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SRUC Kirkton Farm

SRUC Kirkton Farm, Crianlarich, Perthshire
24 cow suckler herd: Beef Shorthorn cross Angus criss cross breeding strategy
1,600 ewes, hoggs and gimmers
2,200ha SDA

Beef Shorthorn was introduced to Kirkton Farm’s Angus cross cows in 2016. Whilst the cows were working well, I felt that some of them – those with thinner skins were not coping as well as they should in our extremely harsh environment, our average rainfall is nearly 3m. The decision has paid off.

Kirkton Farm Manager, Ewen Campbell
Kirkton Farm Manager, Ewen Campbell

Our Beef Shorthorn cross heifers and Angus cross cows are outside until Christmas on sole forage diets at 500’, they calve within a six-week period commencing early February. From the end of May, they graze out on the hill which rises to 3,000’.

Over the last three years the herd has averaged 100% calving and 100% calves reared. We target each cow to wean a calf at an average 200 days that is 50% of her body weight. Despite the fact the calves don’t receive any concentrate, the best cows are achieving over 40% efficiency whilst last year some achieved 45%.


Calving went very well this year, with all the cows and heifers producing live calves with minimal intervention. The nine Beef Shorthorn cross heifers did very well, calving in a 26-day period and with the calves averaging 39.6kg at birth.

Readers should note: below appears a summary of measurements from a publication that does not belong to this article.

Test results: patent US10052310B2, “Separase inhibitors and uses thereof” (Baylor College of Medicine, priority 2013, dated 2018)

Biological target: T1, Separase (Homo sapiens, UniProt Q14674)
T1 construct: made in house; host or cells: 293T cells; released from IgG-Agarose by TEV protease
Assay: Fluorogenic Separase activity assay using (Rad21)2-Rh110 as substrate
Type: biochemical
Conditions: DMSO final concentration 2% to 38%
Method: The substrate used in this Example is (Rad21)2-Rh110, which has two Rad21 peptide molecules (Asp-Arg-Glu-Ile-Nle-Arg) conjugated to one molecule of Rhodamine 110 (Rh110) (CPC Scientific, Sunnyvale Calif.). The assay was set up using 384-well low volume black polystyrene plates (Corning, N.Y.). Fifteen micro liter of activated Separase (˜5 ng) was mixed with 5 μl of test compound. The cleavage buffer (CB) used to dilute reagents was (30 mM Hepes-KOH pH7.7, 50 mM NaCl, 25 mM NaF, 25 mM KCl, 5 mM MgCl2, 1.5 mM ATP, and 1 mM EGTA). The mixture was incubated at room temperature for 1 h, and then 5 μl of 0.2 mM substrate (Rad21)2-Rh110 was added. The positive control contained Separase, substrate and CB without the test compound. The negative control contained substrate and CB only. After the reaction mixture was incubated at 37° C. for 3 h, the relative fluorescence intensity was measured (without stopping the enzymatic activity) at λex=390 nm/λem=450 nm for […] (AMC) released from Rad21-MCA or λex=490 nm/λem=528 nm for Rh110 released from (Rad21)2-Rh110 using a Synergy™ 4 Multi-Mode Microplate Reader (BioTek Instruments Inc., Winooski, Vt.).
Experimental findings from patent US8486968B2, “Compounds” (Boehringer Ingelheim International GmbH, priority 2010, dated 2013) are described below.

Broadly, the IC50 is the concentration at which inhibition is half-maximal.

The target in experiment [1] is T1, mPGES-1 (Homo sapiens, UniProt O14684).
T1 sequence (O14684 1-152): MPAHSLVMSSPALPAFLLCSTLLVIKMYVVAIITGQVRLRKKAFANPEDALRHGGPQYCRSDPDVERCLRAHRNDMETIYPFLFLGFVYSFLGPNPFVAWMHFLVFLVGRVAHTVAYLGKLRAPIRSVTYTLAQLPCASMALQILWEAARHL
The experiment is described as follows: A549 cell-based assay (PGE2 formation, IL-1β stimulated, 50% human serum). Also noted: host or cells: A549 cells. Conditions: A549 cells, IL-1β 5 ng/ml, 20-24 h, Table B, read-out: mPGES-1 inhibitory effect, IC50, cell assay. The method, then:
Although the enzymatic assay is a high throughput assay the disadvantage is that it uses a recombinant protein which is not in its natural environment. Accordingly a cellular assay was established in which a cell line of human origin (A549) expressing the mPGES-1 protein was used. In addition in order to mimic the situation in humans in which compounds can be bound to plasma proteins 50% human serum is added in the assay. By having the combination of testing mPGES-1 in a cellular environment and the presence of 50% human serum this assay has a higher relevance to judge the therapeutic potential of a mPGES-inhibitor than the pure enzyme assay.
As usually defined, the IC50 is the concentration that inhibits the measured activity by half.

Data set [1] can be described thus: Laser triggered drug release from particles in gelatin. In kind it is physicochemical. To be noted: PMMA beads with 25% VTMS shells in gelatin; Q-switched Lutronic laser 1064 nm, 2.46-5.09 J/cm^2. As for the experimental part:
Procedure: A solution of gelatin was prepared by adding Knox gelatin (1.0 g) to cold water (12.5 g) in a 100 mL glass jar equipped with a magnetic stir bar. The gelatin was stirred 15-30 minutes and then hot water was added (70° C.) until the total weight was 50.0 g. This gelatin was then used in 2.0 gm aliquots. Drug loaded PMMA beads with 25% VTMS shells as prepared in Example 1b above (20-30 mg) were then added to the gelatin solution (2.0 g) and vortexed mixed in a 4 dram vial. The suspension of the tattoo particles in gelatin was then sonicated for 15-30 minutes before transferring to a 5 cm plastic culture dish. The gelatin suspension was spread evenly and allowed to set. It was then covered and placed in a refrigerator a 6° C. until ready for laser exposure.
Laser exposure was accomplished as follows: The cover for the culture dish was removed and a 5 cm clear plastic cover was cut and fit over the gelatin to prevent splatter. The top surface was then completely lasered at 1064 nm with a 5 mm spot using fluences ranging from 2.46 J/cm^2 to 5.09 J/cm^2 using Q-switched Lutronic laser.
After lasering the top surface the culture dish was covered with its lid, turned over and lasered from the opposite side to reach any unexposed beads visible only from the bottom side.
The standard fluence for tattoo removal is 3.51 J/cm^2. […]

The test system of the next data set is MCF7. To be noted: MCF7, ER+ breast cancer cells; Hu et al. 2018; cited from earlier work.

We weigh both our cows and calves at weaning at approximately seven months, and this season we once again proved that it’s the smaller breeding females that are more efficient using the calf to cow body weight metric.

A larger cow needs to eat more in order to both sustain herself and her calf. Smaller cows can therefore utilize more of their daily energy intake to provide milk for the calf, which is an important consideration where no supplementary feed is provided to the calves when growing out on the hill.

To put the figures below into perspective, a 745kg Angus cross cow would have needed her calf to be 331kg at weaning to achieve the same efficiency as the nine Beef Shorthorn cross heifers. That extra 50kg is a big ‘ask’ for calves being reared in a harsh hill environment.

At scanning, 37 out of 38 breeding females were in calf. The barren animal was an Angus cross cow weighing 866kg.

Kirkton Farm Manager, Ewen Campbell


The cows and heifers all went on to the hill in mid-May, with supplementary silage offered until the end of the month.

Calving has gone very well this year with all the cows and heifers producing live calves with minimal intervention. The nine Beef Shorthorn cross heifers did very well, calving in a 26-day period, with the calves having an average birth weight of 39.6kg.

One heifer received assistance at calving, but in hind sight would probably have managed fine on her own. They were all very co-operative when being moved after calving and while the calves were weighed and tagged. It will be interesting to see what kind of job they make of their calves on the hill over the summer. We have a second batch of 12 Beef Shorthorn cross bulling heifers running with a native bred Angus bull at the moment and a further batch of 12 yearling Beef Shorthorn cross heifers which we will bull next year.

Kirkton Farm Manager, Ewen Campbell